I have a little sister.  When she was younger, she turned to drugs and alcohol, amongst other things, to cope with the stresses of being in a highly dysfunctional family.  Decades later, she is fighting daily to crawl out of a very deep, dark hole.  We talk on the phone a lot and I feel as though she is beset with a trio of battles: 1) forgiving herself, 2) accepting Christ’s forgiveness, and 3) setting a new and unerring course with the past sucking at each step she takes like quicksand.

One night recently she was on a certain social network and she saw a woman whom she did not know crying out, contemplating suicide.  This woman was living in a pay-by-the week hotel and attempting to sever a relationship with an abusive ‘lover.’  In addition to the obvious, her secondary problem was she had no where else to turn for help and no external support.  Having an intimate knowledge of being in that darkest of places, my sister sent an instant message with her cell number and told the woman to call her if she needed to talk.  This woman called and my sister was able to share her own very similar story-common ground that many within the church might not have had with her.  And then my sister shared Jesus Christ and the hope of salvation with someone as equally broken as herself.  The despairing woman ended up with a thimbleful of hope offered by someone who had shared experiences with her.  Help and hope not offered from a position of condescension but from the very level ground found at the foot of the cross.  Does that not mirror salvation offered by Christ who chose to become fully man so that He might save us?  Is there anything more beautiful?

When we talked later, my sister said, “I have always felt like I was too broken for God to use for anything.  But maybe I am just broken enough that he can use me after all.”  Friends, truer words have never been spoken!  God longs for us to humbly approach him with our broken pieces.  He may not use those pieces the way we want him to, but he will use them to reflect his glory.  If we call him Savior, we are NEVER beyond his ability to redeem us and use our experiences, no matter how base they are, for his glory.

I truly believe this story encapsulates who God is, who Jesus is, and the plan he has for all of us no matter who we are or  where we have been.  When it comes to God the Father, it only matters where we are going!  Let us share our food and water as well as our hope with other seekers along the way.  Amen!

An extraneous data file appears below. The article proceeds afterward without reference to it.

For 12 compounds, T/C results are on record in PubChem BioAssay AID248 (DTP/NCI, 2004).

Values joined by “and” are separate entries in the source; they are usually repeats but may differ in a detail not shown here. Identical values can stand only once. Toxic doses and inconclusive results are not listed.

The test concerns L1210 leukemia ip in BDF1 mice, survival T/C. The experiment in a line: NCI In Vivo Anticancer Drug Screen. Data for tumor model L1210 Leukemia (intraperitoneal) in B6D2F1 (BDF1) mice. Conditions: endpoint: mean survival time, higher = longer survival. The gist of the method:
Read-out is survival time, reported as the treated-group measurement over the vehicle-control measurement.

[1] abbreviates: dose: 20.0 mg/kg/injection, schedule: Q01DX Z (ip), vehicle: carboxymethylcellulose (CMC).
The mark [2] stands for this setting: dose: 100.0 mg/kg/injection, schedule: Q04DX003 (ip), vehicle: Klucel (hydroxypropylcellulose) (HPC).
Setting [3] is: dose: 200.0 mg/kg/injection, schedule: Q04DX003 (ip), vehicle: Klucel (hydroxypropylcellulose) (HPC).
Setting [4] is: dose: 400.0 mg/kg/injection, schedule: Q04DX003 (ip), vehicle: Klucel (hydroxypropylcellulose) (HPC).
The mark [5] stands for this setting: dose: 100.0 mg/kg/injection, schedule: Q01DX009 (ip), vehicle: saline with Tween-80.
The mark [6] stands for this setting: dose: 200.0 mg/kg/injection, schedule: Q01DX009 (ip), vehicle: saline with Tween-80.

Romans 8:1 “For there is therefore now no condemnation for those who are in Christ Jesus, who do not walk according to the flesh but according to the Spirit.”

2 Corinthians 4:7-11 “But we have this treasure in jars of clay to show that this all surpassing power is from God and not from us.  We are hard pressed on every side, but not crushed, perplexed but not in despair, persecuted but not abandoned, struck down but not destroyed.”

He Walked Away-How My Husband’s Airplane Mishap Changed My Perception of Abandonment

My earliest memories are not unique, but many of them involve being left by someone I loved.  People who were designed to model what God’s love is like-all consuming, unconditional, unchanging.  Picture if you will a chubby cheeked, two year old girl with brown hair and green eyes.  She is crying for her mother from the confines of her crib in a Pepto Bismol pink bedroom.  The little girl is overwhelmed with terror because it feels as though she has been crying for hours and no one is coming for her.  She is very hungry and she can’t see her big brother who must also be in his crib.  What the little girl doesn’t know is that her mother has walked away and isn’t coming back, not even to visit.**

After my mother left, my father sent us to live with my grandmother while he finished medical school.  She lived on 258 acres outside of Asheville, North Carolina.  I awoke every morning to the sound of the crows cawing in protest as the Smoky Mountains awoke and began to shake off her blanket of fog.  My grandmother’s motto was that ‘nothing in the wild can hurt you’ (she never mentioned bears and copperheads for some silly reason) and she sent us outside every day to play.  My happiest memories from that time in my life include wearing my Hee Haw overalls and tagging along after my older brother.  We would cross the creek which seemed like crossing the Hoover Dam but which was really a board with a six inch span over a rivulet of water.  There was a tire swing under an enormous old walnut tree and we used to push each other as hard as we could.  My stomach felt like I’d been launched from an aircraft carrier and we would bellow in exhilaration.  We fed the ducks each morning, and sometimes in the afternoon just because I liked to try to catch them.  I loved the feeling of their beaks as they scrabbled for the corn in my cupped hands.  Best of all, I can recall the comfort of being enfolded in the squish of my grandmother’s plush body.  She smelled like smoke from the wood stove she lit every morning at 5:30 am to heat the house and hints of earth from all of the gardening and canning she did. Each day, she would start a loaf of bread and take a nap while the bread would rise.  Scotty and I never managed to nap although we ‘tried’ really hard.  Instead we danced in anticipation of a lunch that we knew would include the best bread ever!  We became ‘foodies’ during this period of our lives even though the term had not yet been invented.  When we were a little older and after we were living with my father and stepmother, my grandmother walked away.  She surrendered to despair and chose suicide over hope.